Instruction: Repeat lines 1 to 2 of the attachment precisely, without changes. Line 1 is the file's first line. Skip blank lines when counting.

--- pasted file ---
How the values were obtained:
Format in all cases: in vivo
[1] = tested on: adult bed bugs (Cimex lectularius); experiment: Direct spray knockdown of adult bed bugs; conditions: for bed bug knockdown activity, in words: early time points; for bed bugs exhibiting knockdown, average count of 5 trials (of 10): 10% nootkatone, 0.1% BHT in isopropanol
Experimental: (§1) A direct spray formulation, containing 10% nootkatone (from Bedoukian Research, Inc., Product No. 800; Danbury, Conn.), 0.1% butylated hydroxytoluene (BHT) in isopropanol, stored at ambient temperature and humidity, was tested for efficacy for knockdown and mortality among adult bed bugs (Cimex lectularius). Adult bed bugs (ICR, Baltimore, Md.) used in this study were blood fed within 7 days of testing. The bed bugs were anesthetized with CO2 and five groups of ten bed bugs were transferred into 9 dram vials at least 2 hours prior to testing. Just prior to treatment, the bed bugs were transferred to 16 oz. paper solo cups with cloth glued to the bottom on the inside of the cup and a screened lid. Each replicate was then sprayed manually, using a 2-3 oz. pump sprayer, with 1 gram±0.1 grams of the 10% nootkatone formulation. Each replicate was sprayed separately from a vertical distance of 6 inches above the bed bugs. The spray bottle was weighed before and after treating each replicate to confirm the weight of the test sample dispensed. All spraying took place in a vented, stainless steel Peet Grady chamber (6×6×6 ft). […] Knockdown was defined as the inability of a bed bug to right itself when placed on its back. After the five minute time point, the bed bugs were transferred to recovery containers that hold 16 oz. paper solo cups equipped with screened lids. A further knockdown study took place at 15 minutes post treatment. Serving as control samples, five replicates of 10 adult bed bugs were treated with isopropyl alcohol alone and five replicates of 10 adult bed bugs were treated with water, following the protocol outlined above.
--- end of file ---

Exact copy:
How the values were obtained:
Format in all cases: in vivo